High-Frequency Trading (HFT) and low-latency trading are becoming one of the few preserves of C++. The fact that it is amenable to extensive optimisation, including micro-optimisations, has made it highly effective, some of the major trading systems are hybrid FGPA/C++ solutions or native C++ solutions.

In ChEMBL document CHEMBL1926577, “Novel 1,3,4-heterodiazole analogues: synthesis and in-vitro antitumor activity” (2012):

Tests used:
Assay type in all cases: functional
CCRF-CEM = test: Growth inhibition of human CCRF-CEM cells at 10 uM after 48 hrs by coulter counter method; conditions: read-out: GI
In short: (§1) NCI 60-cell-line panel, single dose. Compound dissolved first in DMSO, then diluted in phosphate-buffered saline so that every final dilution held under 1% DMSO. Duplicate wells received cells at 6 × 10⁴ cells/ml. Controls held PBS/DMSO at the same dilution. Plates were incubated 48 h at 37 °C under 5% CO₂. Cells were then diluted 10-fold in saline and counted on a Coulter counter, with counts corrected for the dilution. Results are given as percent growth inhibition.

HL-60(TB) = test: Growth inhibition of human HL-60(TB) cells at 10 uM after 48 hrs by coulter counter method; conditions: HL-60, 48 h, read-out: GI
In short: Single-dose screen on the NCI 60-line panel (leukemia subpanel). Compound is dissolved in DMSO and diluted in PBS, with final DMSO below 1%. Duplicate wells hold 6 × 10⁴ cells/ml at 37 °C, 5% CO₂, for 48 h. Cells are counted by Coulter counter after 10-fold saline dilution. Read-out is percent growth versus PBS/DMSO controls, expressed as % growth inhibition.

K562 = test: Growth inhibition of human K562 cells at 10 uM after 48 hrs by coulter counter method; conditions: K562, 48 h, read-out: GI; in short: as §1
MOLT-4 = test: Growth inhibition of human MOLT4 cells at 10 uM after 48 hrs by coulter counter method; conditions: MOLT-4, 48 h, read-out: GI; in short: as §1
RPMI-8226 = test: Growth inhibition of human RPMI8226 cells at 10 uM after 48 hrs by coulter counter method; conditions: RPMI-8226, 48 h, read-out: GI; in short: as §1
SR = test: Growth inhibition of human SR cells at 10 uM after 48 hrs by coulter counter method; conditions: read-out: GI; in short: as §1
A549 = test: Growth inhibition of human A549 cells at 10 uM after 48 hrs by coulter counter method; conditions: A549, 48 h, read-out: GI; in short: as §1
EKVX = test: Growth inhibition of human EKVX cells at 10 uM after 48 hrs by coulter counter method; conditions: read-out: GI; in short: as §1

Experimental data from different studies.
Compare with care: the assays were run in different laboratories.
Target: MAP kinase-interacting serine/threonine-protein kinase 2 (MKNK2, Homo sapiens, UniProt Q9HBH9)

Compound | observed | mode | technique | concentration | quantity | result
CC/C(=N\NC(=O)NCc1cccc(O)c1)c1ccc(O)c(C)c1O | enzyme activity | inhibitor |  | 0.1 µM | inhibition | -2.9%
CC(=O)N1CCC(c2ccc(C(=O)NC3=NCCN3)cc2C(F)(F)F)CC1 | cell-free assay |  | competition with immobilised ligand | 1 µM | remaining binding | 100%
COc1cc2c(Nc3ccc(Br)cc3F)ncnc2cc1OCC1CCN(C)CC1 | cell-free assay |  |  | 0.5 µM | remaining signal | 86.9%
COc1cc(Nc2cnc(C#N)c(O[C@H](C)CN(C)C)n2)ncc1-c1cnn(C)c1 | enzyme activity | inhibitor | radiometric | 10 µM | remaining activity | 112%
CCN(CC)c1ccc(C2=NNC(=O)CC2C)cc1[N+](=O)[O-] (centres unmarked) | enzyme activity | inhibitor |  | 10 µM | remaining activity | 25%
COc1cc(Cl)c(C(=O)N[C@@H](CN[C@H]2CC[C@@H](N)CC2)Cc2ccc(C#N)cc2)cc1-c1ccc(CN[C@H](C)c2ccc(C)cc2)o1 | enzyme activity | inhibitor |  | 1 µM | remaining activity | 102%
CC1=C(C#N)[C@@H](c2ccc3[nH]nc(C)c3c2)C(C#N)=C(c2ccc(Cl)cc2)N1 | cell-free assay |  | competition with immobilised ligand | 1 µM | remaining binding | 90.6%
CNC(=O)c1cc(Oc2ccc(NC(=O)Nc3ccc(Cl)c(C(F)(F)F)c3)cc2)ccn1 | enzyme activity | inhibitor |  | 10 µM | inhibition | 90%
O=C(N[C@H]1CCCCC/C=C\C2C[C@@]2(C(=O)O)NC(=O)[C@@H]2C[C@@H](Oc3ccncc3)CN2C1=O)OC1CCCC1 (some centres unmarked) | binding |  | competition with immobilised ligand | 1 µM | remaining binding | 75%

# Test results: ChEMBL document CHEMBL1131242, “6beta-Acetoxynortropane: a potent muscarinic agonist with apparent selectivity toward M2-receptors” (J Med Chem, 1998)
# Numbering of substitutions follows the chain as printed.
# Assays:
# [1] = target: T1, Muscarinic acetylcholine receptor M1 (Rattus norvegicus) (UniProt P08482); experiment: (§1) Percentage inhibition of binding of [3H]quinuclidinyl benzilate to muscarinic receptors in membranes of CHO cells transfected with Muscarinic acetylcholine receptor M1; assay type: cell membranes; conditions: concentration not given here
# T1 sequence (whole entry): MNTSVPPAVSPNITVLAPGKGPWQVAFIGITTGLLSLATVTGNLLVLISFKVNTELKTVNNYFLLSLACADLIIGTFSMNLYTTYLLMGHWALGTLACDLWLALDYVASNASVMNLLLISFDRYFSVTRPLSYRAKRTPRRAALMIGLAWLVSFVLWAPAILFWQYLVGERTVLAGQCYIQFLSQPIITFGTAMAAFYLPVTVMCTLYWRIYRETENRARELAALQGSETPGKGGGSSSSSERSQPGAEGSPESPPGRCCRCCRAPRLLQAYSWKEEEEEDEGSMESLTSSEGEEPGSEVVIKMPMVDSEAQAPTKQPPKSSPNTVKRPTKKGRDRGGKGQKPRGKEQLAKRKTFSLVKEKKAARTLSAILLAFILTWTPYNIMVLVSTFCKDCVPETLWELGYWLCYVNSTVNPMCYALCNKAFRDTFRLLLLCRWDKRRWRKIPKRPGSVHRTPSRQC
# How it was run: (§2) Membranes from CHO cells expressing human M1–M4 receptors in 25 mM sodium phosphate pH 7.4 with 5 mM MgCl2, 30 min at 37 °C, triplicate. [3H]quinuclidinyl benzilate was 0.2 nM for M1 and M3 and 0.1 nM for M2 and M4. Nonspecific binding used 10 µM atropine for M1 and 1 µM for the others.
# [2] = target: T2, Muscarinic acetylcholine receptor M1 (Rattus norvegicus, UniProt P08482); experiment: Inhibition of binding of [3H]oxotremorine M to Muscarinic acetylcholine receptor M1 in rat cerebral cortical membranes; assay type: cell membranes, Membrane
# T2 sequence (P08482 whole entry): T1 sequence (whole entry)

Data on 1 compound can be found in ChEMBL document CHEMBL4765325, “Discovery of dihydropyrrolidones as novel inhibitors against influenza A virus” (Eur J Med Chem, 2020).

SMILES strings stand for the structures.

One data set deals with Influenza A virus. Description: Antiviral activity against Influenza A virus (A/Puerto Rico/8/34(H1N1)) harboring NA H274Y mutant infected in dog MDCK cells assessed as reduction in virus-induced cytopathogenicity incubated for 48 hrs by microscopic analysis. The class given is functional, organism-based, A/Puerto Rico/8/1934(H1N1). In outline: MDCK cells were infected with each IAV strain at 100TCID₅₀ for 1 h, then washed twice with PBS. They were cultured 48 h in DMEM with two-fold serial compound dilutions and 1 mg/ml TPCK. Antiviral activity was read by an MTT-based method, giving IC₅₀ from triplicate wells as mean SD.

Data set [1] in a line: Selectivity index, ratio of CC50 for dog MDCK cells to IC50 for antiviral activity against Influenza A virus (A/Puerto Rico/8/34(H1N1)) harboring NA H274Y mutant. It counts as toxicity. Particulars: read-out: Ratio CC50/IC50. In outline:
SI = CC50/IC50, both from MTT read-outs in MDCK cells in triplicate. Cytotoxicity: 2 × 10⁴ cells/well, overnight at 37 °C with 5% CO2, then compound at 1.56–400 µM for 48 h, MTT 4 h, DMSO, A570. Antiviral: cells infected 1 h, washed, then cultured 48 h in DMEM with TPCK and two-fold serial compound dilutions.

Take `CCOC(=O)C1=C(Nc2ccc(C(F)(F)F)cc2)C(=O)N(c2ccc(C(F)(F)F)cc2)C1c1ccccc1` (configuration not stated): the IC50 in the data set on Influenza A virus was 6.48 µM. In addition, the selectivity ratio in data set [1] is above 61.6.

I shall provide an analysis of some micro-optimisation techniques that have been successfully used, but also an investigation of the pitfalls that may arise. For example: Performance anomalies lead to a discovery of quirks in generated assembler due to different compiler versions. Exactly what is static branch-prediction, and how is it (ab)used? Why is counting the number of set bits of the remotest interest? And the "curious case of the switch-statement" will be investigated. Finally the performance of a fully-functional FIX-to-MIT/BIT format exchange link that uses all of these techniques will be examined.